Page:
Hexagon’s global solutions are putting data to work to achieve productivity, sustainability and efficiency goals. But how is data actually put to work? In this Q&A, we sat down with David MacDonald, support technical lead of Waypoint software at Hexagon’s Autonomy & Positioning division, to discuss how Waypoint software’s post-processing leverages positioning and navigational data to support users’ goals.
Waypoint software allows users to input their global navigation satellite systems (GNSS) and inertial measurement unit (IMU) and other supplemental data from survey or mobile mapping applications. The raw data requires post-processing to output the most accurate results.
David has been working with Waypoint software for twenty years. He has taught many training sessions for users to make the most out of their software. The next training session occurs during the Autonomy & Positioning Innovation Summit at HxGN LIVE Global, where attendees can get hands-on experience and face time with David to guide their post-processing. Training registration is by invitation only – contact us if you’d like to learn more.
Thanks for sitting down with us! From your twenty years of experience, what do people use Waypoint software for?
Well, Waypoint software, specifically the Inertial Explorer tool, generates high-rate post-processed trajectory data. It inputs GNSS and inertial data and then outputs an accurate ground truth reference that is used to test algorithms or less accurate inertial or positioning systems. The ground truth reference may also be used in downstream processes to generate a point-cloud map.
Are there specific applications that need to use this data in their work?
Inertial Explorer is used across applications, but most commonly in aerial survey and mobile mapping since both applications require high-rate and accurate trajectory data.
A ground truth trajectory means that you know that route to be as accurate to the vehicle’s actual position or other systems as possible. That’s why it’s used in testing and comparing other sensors’ data outputs.
Can it be used to enable autonomous applications?
Safe autonomous applications, whether operating on an urban road, a field or a mining facility, can’t be developed without thorough testing of their systems and sensors – and you need an accurate ground truth reference to accomplish that. The high-precision maps made from Waypoint’s generated data are vital in developing anything autonomous.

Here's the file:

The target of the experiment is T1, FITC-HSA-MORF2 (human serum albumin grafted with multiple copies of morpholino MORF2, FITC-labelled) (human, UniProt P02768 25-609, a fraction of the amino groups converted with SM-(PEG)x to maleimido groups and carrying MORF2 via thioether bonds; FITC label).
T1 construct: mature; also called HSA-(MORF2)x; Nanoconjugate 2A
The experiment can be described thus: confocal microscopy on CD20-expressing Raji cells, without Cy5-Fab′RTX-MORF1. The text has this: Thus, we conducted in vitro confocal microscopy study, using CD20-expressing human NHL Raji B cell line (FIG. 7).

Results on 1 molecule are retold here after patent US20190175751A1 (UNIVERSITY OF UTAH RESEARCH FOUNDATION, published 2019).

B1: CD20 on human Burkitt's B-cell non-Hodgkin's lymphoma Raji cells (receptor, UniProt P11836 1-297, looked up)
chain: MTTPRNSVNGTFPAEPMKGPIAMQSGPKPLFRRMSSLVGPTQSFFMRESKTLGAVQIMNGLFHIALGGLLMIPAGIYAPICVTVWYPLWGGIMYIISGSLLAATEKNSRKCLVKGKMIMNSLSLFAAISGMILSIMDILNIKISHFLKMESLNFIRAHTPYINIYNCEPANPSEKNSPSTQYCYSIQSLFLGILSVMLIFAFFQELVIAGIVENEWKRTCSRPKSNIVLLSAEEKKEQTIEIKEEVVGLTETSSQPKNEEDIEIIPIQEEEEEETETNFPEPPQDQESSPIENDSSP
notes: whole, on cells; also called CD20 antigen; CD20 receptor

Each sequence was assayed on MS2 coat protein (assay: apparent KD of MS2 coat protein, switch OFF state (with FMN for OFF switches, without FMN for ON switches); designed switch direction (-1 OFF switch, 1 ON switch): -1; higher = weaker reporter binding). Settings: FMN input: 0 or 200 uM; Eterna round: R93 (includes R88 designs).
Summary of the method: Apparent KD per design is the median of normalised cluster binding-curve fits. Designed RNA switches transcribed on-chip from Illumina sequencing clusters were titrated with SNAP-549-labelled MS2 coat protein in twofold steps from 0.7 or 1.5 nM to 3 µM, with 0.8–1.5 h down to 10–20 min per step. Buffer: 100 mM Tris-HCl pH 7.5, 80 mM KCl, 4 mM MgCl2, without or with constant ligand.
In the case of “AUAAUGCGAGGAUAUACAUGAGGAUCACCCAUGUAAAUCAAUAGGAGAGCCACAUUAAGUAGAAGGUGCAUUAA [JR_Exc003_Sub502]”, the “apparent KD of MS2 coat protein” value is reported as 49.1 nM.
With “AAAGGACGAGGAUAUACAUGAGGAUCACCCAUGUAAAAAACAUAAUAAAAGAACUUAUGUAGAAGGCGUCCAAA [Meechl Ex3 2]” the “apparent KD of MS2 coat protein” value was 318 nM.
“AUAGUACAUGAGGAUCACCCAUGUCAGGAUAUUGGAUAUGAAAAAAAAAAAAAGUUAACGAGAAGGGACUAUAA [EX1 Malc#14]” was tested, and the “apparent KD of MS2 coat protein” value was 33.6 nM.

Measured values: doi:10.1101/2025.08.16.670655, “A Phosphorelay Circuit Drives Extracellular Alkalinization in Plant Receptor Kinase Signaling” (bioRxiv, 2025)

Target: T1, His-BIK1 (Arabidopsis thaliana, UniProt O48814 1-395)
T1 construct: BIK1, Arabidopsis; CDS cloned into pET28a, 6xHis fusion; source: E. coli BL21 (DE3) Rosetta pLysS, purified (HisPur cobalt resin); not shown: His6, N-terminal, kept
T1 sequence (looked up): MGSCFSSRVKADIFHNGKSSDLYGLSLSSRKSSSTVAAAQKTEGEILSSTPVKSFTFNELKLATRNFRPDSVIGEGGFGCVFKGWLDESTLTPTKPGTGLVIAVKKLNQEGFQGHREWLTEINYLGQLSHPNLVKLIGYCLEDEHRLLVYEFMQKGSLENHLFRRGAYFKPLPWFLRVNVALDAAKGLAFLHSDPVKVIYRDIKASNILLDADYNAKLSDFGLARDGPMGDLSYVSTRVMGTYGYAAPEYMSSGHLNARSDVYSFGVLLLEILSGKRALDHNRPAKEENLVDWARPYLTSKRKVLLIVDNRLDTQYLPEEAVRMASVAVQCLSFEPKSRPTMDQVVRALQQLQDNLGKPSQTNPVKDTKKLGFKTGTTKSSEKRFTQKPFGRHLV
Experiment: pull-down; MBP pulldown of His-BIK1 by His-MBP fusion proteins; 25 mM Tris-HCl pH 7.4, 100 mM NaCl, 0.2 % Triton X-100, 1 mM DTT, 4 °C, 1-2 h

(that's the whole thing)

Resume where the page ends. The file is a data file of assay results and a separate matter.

You’ve trained countless individuals in Waypoint software and the next opportunity is in June during HxGN LIVE Global. What do you hope attendees will get from this year’s training?
Waypoint software and Inertial Explorer outputs are only as good as your quality control when processing the raw data. This training helps attendees gain confidence with Inertial Explorer and interpret data effectively. They’ll learn how to identify potential biases in the output and which re-processing techniques to use to resolve those biases. The software puts the user’s data to work for them, so the training will teach attendees different processing techniques and modes and how to balance processing loads with processing efficiency.
This year, I’m offering to use attendees’ data in demonstrations and examples instead of my own sample surveys. We’ll work through potential biases based on your specific application or environment and learn how to interpret the output accurately together. This is a new feature of the training and I’m excited to see what kinds of data attendees provide.
To learn more about Waypoint software and the training session during the Autonomy & Positioning Innovation Summit, contact us by email.